Edgar Cayce's A.R.E.
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The I-Ching
61 / Sincerity

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61sincerWhen one must deal with difficult people, he should concentrate on being internally firm and externally gentle. In this way, he can manifest the penetrating understanding necessary for fruitful communication. Through sincere discussion, the sage gains knowledge needed to make a truly just response, thereby averting disharmony.

 


(Q) Please advise Gladys Davis if there are better methods of handling the work which comes under her supervision.

(A) Only don’t find fault so often. Look within self. And ye can create, ye can add to, ye can stimulate sincerity in the minds and in the hearts of thy helpers—who will be entirely changed in less than sixty days and you have it all to do over again! So begin with self first. Be sincere. Be patient. Be gentle, be kind. And let each understand that to someone this means life and death, hope and despair, and that if this were thine only channel for help what should be thy attitude? 254-115


It is not what one knows that counts, but what one does about that it knows! Then it is the application of these attributes to which this soul, each soul, must adhere—to prevent confusion, to bring about harmony, to bring about not gratifying at all times but contentment in the experience; that first of sincerity of purpose, that of long-suffering with others, that of patience with self, that of understanding of others’ viewpoints—and seeing thyself as others see thee in the light of that thou proclaimest to others that thou believest. 1182-1


Be kind, be gentle, be patient. For he that waiteth on the Lord in patience, in sincerity, in honesty, shall not be lacking in principle nor in opportunity—either in the material things or in the peace that brings the more perfect understanding. 1983-1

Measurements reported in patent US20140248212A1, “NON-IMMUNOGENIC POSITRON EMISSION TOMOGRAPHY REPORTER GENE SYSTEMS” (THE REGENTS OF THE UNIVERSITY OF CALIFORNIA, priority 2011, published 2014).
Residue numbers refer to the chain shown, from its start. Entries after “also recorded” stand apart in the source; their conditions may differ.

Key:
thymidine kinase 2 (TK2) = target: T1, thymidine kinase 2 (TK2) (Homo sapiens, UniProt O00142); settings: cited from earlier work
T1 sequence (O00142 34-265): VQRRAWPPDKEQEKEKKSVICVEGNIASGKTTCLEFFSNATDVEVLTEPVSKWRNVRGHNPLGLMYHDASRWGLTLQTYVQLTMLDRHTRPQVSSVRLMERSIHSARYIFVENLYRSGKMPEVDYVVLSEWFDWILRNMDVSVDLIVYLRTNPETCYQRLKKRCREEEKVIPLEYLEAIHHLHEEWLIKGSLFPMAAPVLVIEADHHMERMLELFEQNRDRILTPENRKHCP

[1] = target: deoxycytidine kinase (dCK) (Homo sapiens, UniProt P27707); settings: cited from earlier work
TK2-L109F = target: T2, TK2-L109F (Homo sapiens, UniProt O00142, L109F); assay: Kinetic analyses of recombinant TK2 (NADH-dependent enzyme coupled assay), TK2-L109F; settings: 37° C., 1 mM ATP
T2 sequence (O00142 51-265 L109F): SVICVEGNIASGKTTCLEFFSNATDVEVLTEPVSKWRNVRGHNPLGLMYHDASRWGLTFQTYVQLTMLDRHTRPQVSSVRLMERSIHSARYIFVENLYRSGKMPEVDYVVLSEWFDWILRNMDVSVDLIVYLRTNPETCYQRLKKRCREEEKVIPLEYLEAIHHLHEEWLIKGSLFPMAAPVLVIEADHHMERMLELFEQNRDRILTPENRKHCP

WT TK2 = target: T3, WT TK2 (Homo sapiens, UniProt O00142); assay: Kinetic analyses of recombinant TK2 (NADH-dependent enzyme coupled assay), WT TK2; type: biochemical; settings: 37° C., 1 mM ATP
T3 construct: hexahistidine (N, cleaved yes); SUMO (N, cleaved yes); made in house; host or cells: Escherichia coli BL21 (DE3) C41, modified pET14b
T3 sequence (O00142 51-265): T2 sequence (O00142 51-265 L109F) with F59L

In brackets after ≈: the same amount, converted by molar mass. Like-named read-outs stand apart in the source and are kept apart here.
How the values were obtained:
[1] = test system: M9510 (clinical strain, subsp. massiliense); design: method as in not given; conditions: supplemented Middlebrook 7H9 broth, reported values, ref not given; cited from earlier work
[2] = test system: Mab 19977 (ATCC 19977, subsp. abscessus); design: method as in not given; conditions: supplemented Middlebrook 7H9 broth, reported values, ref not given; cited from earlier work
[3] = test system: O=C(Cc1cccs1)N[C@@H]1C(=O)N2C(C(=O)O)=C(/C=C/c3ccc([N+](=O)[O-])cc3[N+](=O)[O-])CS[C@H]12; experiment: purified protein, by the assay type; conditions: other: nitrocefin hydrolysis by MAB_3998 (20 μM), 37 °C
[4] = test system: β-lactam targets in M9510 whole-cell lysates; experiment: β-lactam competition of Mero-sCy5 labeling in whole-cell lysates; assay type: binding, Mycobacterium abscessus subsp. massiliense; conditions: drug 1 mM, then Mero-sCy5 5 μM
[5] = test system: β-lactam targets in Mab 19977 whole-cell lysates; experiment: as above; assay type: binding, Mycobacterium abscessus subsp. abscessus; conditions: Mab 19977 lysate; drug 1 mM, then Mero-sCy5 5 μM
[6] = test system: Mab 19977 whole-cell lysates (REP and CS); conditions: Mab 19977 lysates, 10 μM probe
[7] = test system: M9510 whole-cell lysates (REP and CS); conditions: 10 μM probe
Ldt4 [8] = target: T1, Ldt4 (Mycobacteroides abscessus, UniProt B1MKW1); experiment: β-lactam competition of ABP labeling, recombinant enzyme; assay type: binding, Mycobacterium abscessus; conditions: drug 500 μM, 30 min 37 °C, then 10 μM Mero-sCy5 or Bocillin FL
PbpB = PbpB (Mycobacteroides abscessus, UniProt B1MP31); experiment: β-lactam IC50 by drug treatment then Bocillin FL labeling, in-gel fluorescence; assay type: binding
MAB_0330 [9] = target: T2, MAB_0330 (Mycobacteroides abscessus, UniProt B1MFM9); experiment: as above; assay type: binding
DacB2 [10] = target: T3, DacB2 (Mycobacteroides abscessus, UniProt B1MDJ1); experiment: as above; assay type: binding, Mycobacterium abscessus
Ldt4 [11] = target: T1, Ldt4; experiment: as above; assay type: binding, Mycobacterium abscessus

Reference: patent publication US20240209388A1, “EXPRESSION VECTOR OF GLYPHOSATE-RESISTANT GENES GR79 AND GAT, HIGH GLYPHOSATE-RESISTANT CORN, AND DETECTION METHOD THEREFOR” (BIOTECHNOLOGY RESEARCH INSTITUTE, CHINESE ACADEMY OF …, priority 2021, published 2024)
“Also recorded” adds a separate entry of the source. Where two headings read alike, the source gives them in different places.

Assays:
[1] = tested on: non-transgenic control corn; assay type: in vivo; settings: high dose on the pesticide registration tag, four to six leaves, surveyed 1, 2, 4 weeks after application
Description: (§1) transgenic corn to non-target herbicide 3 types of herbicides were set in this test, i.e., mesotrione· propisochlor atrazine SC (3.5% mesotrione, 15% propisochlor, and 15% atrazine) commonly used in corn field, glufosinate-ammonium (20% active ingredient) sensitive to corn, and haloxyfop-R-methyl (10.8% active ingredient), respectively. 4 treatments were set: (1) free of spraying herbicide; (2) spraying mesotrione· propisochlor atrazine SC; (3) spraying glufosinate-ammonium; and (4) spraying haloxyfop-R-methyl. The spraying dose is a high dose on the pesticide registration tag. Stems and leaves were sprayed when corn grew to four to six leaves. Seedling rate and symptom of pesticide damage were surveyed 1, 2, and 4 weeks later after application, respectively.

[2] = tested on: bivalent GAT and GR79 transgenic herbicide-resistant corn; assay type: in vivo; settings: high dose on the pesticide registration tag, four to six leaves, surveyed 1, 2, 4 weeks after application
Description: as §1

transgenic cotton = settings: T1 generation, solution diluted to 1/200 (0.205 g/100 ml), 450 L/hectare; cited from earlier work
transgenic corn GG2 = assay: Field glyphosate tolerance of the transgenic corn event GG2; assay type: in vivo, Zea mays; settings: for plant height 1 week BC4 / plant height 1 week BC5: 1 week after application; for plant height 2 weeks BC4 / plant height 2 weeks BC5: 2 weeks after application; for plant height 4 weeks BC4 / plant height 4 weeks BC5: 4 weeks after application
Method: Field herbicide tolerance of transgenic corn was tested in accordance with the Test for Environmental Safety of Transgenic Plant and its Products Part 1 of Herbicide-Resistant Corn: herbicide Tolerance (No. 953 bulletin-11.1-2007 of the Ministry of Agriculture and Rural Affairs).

Remember, fame and fortune and power are not the rule, but sincerity, patience, kindness, long-suffering, gentleness. Against these there is no law, for it is the law—of love, of knowledge, of wisdom. 189-3


But impress upon self, and upon all, that the body is associated or affiliated with not a goody-goody attitude but being purposefully good for something!

Parade not thy ideals. Be humble. Be gentle. Be kind. Be sincere.

Be true to self, to self’s obligations, to self’s promises; that there may be within self the purpose to meet all factors—good, bad, indifferent—in such a manner that the experience may be for betterment of every nature, for every member of the family—as well as those ye meet day by day. 934-6


Then, according to how thoroughly ye live up to them, is to how much peace, how much harmony, how much development ye will find in this experience. For sincerity and consistency are real virtues; and in a woman, sincerity is indeed a jewel, for in a man, it rarely exists! 2175-8

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